Plans to Search for Ancient Remains in Long Island, the Bahamas


The Bahamas Weekly reports that the University of The Bahamas (UB) in collaboration with the Antiquities, Monuments and Museums Corporation (AMMC) and the Florida Museum of Natural History, held a press conference at the university on November 29, 2016, to announce plans to search for ancient remains in the sand dunes of Clarence Town, Long Island. The Bahamas Weekly writes:

The collaboration was formalized with the recent signing of Memoranda of Understanding (MU) among the parties. College students in the United States and one UB student who is from Long Island, majoring in history, are participating in the search effort. Provost at UB Dr. Linda Davis said this collaboration can be useful and may be the beginning of a student exchange programme. Director of AMMC Dr. Keith Tinker said, “this could be interesting and the results could help to rewrite Bahamian history.” Participating persons from the three entities are scheduled to leave for Long Island November 30, returning December 13.

Eleuthera News writes that the remains are believed to be those of Lucayans who inhabited the islands between 600 AD and the 1500s. Here are more excerpts:

Assistant Director of the AMMC Dr. Michael Pateman explained that initial excavations uncovered three, possibly four, sets of burial sites in the sand dunes of Clarence Town Long Island. Further excavations were scheduled to recommence on Wednesday to continue investigating the extent of Lucayan sites in the area.

“This is a once in a lifetime site for archaeologists. We used to believe that the Lucayans buried their dead in blue holes. Now with the research coming out of this site we now know that they buried them on beach dunes. As Dr. Tinker said we hope to rewrite Bahamian history,” Dr. Pateman shared.

According to the AMMC, Long Island resident Nick Constantakis found the first set of ancient remains of what appears to be an elderly Lucayan male, buried face down in the sand dunes. Nick and Anthony Maillis of Clarence Town discovered a second burial approximately 25 feet away from where the original bones were located of purportedly an elderly Lucayan female buried face down. Subsequently, a third set of remains was found directly under the second burial site.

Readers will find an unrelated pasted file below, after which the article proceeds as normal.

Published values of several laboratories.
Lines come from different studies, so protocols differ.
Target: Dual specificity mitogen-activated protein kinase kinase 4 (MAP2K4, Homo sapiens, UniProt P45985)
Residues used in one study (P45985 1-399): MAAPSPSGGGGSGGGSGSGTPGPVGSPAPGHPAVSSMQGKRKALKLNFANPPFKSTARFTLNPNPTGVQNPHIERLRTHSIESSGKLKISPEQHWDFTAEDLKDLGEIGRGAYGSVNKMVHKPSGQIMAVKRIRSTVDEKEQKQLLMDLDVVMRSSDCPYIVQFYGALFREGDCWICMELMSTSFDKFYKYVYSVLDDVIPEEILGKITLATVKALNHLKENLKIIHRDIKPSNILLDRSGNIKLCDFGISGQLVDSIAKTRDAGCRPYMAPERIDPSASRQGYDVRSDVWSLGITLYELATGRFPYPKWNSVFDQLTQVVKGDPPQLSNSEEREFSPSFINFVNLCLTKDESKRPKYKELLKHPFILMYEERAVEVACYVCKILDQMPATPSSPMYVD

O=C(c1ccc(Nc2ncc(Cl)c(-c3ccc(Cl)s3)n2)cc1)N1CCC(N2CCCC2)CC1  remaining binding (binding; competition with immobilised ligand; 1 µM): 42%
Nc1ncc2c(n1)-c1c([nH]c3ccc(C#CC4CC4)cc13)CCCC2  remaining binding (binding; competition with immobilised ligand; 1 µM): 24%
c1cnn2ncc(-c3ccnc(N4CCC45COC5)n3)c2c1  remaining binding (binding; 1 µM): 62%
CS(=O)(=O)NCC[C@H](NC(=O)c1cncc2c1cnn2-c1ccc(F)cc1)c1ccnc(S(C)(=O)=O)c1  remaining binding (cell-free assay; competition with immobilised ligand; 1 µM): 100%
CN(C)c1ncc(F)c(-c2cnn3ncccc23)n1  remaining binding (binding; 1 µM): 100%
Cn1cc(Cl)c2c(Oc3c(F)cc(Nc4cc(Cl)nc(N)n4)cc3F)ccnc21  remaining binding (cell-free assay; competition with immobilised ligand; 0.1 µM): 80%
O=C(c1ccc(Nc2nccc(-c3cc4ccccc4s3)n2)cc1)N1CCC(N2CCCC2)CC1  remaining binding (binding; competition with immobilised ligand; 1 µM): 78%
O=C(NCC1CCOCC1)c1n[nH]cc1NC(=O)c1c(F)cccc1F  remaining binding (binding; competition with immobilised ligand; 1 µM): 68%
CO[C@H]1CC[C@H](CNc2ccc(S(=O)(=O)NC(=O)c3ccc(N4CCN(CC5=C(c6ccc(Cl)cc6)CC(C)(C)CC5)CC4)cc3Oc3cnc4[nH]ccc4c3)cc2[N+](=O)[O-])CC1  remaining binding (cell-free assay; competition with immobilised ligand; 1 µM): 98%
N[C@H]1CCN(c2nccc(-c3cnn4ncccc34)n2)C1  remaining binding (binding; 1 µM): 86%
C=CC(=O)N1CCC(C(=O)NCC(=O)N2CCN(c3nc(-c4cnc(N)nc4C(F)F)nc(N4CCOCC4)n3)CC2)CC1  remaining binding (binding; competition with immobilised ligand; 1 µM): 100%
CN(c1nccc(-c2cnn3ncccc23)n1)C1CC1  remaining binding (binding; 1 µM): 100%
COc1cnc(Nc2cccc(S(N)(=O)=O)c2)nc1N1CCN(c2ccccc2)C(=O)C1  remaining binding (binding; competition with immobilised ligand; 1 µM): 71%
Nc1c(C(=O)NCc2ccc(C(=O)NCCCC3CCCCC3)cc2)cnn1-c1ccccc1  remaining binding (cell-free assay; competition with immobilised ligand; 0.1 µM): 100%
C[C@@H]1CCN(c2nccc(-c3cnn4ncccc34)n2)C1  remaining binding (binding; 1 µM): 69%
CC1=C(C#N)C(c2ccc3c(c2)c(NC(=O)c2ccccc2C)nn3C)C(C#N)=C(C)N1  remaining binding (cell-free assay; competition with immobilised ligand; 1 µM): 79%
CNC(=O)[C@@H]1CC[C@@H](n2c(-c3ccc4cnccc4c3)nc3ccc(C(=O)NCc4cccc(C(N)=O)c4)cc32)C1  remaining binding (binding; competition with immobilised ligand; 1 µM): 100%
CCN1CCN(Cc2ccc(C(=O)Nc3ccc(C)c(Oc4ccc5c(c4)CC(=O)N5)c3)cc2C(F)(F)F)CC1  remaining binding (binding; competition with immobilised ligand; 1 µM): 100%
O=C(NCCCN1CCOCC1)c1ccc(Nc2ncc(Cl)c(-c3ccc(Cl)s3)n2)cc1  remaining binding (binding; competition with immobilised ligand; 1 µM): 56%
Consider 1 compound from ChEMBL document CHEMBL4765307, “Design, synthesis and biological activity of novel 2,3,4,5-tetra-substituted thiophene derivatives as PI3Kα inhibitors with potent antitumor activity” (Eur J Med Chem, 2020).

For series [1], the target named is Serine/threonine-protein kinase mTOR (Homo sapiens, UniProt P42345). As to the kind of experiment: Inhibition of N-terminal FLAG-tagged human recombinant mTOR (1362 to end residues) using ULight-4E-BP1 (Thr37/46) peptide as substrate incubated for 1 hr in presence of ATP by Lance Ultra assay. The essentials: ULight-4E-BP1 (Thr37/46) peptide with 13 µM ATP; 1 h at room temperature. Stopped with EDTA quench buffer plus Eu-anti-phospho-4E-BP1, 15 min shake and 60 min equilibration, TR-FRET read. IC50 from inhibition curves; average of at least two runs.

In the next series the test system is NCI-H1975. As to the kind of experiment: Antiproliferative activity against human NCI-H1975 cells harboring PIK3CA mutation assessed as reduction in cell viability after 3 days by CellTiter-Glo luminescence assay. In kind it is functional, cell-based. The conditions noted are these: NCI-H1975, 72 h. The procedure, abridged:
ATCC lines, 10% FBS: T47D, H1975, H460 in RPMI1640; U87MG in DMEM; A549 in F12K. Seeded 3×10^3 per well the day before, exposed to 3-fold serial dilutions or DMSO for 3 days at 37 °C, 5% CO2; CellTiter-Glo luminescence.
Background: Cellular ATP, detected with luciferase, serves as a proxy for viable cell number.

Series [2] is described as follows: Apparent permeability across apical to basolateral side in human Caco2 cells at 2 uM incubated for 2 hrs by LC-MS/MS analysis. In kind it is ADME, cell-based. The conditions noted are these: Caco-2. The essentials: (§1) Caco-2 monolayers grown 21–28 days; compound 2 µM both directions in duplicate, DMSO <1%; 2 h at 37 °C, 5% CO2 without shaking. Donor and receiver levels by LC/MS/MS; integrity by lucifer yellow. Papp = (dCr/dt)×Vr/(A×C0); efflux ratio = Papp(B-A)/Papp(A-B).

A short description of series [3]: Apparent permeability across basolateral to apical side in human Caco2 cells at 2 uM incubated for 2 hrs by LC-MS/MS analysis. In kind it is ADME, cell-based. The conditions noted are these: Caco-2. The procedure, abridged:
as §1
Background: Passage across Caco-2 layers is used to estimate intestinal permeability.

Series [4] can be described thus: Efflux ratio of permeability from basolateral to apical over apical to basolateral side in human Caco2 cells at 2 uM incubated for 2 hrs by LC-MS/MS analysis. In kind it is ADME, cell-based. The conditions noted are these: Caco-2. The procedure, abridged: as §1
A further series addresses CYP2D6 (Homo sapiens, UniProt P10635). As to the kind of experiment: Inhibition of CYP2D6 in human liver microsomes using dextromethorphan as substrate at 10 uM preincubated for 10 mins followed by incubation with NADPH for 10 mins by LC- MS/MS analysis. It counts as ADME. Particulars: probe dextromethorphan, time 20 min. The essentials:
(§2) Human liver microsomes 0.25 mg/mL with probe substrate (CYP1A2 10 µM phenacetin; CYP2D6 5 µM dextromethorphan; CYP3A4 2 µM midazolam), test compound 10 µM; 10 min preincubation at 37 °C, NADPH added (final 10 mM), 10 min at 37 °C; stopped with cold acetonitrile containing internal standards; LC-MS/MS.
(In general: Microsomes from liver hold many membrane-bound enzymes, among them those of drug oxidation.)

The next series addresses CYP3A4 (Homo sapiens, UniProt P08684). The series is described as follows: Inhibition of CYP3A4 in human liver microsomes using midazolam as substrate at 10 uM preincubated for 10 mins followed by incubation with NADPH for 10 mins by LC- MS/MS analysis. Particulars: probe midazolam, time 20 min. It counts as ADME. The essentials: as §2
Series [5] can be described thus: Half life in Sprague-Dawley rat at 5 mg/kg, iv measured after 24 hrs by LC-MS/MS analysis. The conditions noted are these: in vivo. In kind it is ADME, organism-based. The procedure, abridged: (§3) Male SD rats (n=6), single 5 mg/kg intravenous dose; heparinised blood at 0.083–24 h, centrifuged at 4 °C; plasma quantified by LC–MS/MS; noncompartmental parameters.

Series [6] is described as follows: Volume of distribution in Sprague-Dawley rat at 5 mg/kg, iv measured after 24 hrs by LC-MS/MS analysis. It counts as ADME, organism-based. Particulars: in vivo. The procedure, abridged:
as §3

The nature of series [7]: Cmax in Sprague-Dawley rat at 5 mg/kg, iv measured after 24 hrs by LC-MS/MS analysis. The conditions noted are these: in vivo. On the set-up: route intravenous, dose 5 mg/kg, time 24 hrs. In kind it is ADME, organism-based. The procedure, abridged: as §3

In establishing the context for the discovery and the potential implications, University of The Bahamas Provost Dr. Linda Davis expounded on the role of research on a national and international level. UB has established a partnership with the Florida Museum of Natural History.

“It is research that will define the institution. It is research from our faculty, multisectoral partnerships throughout our country, throughout our region, and of course globally that will enable us to do the kinds of things that we ought to be doing,” she said.

Dr. William Keegan, the lead archaeologist from the Florida Museum of Natural History explained that the excavation has two main goals: determine if there are any other burial sites and find out how these Lucayans lived in The Bahamas.

“We are trying to get a better definition of what life was like in that area at that time. It’s something that we need to continue to do throughout the islands,” said Dr. Keegan. “This is significant because this is the first possible Lucayan cemetery that has ever been found in The Bahamas. I think the reason is that we just weren’t looking in the right place.”

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